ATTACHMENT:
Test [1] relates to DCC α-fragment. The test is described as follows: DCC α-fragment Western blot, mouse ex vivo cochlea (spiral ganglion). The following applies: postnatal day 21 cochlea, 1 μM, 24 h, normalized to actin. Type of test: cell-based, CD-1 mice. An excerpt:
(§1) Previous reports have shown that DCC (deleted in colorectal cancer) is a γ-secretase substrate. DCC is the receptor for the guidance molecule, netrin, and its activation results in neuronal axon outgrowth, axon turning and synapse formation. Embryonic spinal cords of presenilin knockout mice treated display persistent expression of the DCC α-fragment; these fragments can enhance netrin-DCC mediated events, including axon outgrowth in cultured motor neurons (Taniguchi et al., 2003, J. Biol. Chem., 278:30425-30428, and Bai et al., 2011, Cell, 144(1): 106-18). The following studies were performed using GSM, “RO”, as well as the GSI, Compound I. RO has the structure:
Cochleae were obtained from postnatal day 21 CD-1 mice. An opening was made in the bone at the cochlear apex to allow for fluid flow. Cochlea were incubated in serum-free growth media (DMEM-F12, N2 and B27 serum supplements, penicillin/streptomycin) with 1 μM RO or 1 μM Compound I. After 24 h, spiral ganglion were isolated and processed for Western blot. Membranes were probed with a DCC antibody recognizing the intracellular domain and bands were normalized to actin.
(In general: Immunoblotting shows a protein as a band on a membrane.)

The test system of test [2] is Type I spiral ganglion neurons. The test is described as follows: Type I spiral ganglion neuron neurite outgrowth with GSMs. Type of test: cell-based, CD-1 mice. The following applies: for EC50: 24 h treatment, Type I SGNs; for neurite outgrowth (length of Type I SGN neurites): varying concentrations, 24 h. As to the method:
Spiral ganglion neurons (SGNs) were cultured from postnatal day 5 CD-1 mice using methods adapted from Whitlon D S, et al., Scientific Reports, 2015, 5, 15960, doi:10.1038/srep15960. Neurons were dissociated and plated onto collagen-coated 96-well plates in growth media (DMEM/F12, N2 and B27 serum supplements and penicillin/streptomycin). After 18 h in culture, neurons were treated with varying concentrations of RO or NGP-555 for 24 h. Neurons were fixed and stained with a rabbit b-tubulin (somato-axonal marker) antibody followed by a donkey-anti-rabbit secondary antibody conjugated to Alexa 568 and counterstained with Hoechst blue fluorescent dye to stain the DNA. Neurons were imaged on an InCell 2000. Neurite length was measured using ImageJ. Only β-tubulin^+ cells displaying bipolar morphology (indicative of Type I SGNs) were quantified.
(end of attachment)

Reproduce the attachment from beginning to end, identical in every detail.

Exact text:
Test [1] relates to DCC α-fragment. The test is described as follows: DCC α-fragment Western blot, mouse ex vivo cochlea (spiral ganglion). The following applies: postnatal day 21 cochlea, 1 μM, 24 h, normalized to actin. Type of test: cell-based, CD-1 mice. An excerpt:
(§1) Previous reports have shown that DCC (deleted in colorectal cancer) is a γ-secretase substrate. DCC is the receptor for the guidance molecule, netrin, and its activation results in neuronal axon outgrowth, axon turning and synapse formation. Embryonic spinal cords of presenilin knockout mice treated display persistent expression of the DCC α-fragment; these fragments can enhance netrin-DCC mediated events, including axon outgrowth in cultured motor neurons (Taniguchi et al., 2003, J. Biol. Chem., 278:30425-30428, and Bai et al., 2011, Cell, 144(1): 106-18). The following studies were performed using GSM, “RO”, as well as the GSI, Compound I. RO has the structure:
Cochleae were obtained from postnatal day 21 CD-1 mice. An opening was made in the bone at the cochlear apex to allow for fluid flow. Cochlea were incubated in serum-free growth media (DMEM-F12, N2 and B27 serum supplements, penicillin/streptomycin) with 1 μM RO or 1 μM Compound I. After 24 h, spiral ganglion were isolated and processed for Western blot. Membranes were probed with a DCC antibody recognizing the intracellular domain and bands were normalized to actin.
(In general: Immunoblotting shows a protein as a band on a membrane.)

The test system of test [2] is Type I spiral ganglion neurons. The test is described as follows: Type I spiral ganglion neuron neurite outgrowth with GSMs. Type of test: cell-based, CD-1 mice. The following applies: for EC50: 24 h treatment, Type I SGNs; for neurite outgrowth (length of Type I SGN neurites): varying concentrations, 24 h. As to the method:
Spiral ganglion neurons (SGNs) were cultured from postnatal day 5 CD-1 mice using methods adapted from Whitlon D S, et al., Scientific Reports, 2015, 5, 15960, doi:10.1038/srep15960. Neurons were dissociated and plated onto collagen-coated 96-well plates in growth media (DMEM/F12, N2 and B27 serum supplements and penicillin/streptomycin). After 18 h in culture, neurons were treated with varying concentrations of RO or NGP-555 for 24 h. Neurons were fixed and stained with a rabbit b-tubulin (somato-axonal marker) antibody followed by a donkey-anti-rabbit secondary antibody conjugated to Alexa 568 and counterstained with Hoechst blue fluorescent dye to stain the DNA. Neurons were imaged on an InCell 2000. Neurite length was measured using ImageJ. Only β-tubulin^+ cells displaying bipolar morphology (indicative of Type I SGNs) were quantified.